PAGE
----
Service Not Servitude

07 September 2015


Today marks the US federal holiday Labor Day; a day dedicated to honouring the American labour movement and recognizing the contributions and social and economic achievements of American workers. It is a day to celebrate strength and prosperity and to enjoy one last hurrah for summer.

There are differing opinions as to who actually proposed the Labor Day holiday in 1882 but after working on the upcoming African American Communities resource, it's the importance of the Pullman Strike to the founding of Labor Day that sparked my interest. The Pullman strike began on May 11th 1894 in Pullman, Chicago because of wage cuts for factory workers who built Pullman cars; measures set in place to limit the damage of plummeting company revenue. As a result many factory workers joined the American Railway Union led by Eugene V. Debs, an American union labour leader, and refused to handle Pullman cars, including cars holding U.S. mail. Within days over 100,000 workers had joined the strike affecting hundreds of towns and cities across the country. President Grover Cleveland attempted to quash the strike by obtaining an injunction barring union leaders from supporting the strike. When Debs and other union leaders ignored the injunction federal troops were deployed to enforce it. City by city the strike collapsed, Debs was imprisoned and 30 strikers were killed. In the wake of the strike and general unrest, President Glover Cleveland attempted to repair ties with American workers and designated Labor Day as a federal holiday; a holiday that had been proposed some 12 years earlier. 


Pullman Porters and Maids. A 2 in 1 mass meeting, Oct 28th 1926. Image @ The Newberry Library. Further reproduction prohibited without permission.

While working with the documents of African American Communities, I noticed this poster entitled ‘Service not Servitude’ which announces the news of the death of Eugene V. Debs who often spoke out about the widespread prejudice against African Americans. The poster reads ‘Eugene V. Debs is dead. He was labor’s most loved, most eloquent and faithful champion.’ This poster, from the Town of Pullman Records at the Newberry Library, advertises a meeting for Pullman Company workers where A. Philip Randolph, a leader in the African-American Civil Rights Movement, was speaking. A. Philip Randolph was President of the Brotherhood of Sleeping Car Porters, the first predominantly African American labour union, and worked tirelessly to improve the rights of African-American labourers. The poster is dated October 28th 1926 and advertises a meeting that would have discussed the poor working conditions and lack of equality for African American workers at the Pullman Company. The poster urges those working for Pullman not to give up on the fight for justice ‘and to honour the memory of Debs.’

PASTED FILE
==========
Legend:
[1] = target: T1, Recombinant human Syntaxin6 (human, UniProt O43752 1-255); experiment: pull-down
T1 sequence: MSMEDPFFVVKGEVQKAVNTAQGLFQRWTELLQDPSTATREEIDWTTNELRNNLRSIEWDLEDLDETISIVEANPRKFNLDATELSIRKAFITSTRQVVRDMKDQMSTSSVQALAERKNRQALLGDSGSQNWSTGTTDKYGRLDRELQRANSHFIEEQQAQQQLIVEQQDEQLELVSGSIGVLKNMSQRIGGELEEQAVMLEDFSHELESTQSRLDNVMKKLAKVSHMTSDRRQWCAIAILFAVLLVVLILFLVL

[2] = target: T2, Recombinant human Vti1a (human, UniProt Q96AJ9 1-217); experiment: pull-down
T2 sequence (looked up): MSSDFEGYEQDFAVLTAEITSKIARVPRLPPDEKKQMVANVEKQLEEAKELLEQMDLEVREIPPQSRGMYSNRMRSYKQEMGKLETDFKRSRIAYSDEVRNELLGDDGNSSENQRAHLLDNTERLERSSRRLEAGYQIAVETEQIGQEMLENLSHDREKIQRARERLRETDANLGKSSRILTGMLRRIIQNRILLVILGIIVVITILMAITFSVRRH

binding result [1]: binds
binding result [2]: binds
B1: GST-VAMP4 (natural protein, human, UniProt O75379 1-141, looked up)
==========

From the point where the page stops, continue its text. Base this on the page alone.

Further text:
African American Communities contains reports, posters, periodicals and correspondence sourced from The Newberry Library on the Pullman Company and the effect the company had on the American labour movement and the employment of many African Americans.

African American Communities will be published in October 2015. Register for your free trial now.

About the Author

Sarah Hodgson

Sarah Hodgson

I am an Editor at Adam Matthew, an academic digital publisher of primary source collections in the arts and humanities. I have had the pleasure of working on a variety of projects including Mass Observation Online and African American Communities.